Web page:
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The glossary is comprised of nearly 250 terms related to the Israeli-Palestinian context. Given the rapidly shifting landscape, these terms cannot capture the full range of nuances, narratives and historical events. This tool is meant as a starting point and we encourage you to continue your exploration of this topic through further research. Last update and review: September 2015.

Separation Barrier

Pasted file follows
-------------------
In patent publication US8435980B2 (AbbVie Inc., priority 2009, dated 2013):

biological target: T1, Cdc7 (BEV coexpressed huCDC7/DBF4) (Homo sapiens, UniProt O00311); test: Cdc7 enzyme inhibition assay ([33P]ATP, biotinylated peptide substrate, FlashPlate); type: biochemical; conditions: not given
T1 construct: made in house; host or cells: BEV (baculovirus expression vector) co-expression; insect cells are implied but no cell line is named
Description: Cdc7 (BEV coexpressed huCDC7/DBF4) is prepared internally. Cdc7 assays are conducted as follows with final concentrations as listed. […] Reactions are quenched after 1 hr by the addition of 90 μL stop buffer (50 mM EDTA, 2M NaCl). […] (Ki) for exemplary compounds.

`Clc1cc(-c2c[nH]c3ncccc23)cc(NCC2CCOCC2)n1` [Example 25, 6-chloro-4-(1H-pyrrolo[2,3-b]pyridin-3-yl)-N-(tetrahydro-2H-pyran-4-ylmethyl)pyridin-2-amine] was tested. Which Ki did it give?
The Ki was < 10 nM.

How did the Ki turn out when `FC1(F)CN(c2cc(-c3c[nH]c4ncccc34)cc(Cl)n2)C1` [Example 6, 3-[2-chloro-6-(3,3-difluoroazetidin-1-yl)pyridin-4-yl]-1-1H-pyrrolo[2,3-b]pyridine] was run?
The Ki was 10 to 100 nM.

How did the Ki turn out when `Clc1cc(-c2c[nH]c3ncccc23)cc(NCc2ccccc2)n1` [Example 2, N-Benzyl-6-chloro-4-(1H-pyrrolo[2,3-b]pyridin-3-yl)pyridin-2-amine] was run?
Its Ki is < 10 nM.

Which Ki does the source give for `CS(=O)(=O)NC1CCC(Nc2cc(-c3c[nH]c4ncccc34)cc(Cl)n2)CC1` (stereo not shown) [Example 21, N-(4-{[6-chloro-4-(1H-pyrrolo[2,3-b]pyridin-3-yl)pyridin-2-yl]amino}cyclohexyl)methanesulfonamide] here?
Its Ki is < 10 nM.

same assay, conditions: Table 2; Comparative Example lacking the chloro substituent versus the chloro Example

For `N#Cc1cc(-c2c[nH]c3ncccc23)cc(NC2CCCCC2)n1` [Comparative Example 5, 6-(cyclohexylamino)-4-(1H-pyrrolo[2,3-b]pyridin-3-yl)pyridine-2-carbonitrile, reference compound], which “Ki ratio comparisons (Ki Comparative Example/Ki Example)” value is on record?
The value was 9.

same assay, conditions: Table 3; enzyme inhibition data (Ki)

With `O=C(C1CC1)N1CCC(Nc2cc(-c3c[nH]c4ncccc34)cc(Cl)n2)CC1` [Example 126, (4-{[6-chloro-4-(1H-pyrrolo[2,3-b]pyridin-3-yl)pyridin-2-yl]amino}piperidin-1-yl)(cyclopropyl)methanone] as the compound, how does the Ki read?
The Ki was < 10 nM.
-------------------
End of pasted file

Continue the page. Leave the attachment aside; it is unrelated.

Also termed the Wall, the Fence, Separation Wall, Security Fence, Annexation Wall and Apartheid Wall. A long structure of connected walls and fences that separates Israel from most of the West Bank, some sections of which run along the Green Line, but most of which cuts into the West Bank. Critics and supporters of the Barrier disagree over the intent behind the structure, its route and its name. Israel began constructing the Separation Barrier in 2002, purportedly as a reaction to the violence of the Second Intifada. Still under construction as of 2014, Israel claims the Separation Barrier is needed for security, and cites decreases in suicide bombings within Israel since its construction as proof that the structure is both effective and necessary. Opponents criticize the structure as an attempt to annex Occupied Palestinian Territory and to unilaterally define future borders. They maintain that the route of the Separation Barrier is a land-grab, stealing privately-owned Palestinian land, and makes certain Palestinian villages and cities economically unviable. The Barrier has imposed new restrictions on movement for Palestinians living near its route or in the Seam Zone, as well as additional restrictions on access to farm land, medical care, education, and more. Popular Struggle Committees in villages along the route of the barrier (such as Budrus, Bil'in, Ni'ilin, and Maasara ) have been organizing unarmed demonstrations against the barrier for years, with Israeli and international allies frequently invited to join the demonstrations. Israel has modified some of the routes in response to various Israeli High Court of Justice rulings as well as in response to international pressure and Palestinian-led demonstrations, but the route is still disputed. The debate over the barrier's legality intensified after the International Court of Justice issued an advisory opinion in 2004 declaring it a breach of international law. See "Separation Barrier," B'Tselem, Jan 1, 2011; and "10 years Since the International Court of Justice Advisory Opinion," United Nations Office for the Coordination of Humanitarian Affairs, July 9, 2014. See also Just Vision's documentary film, "Budrus." See also infographic "Where Law Stands on the Wall," Visualizing Palestine.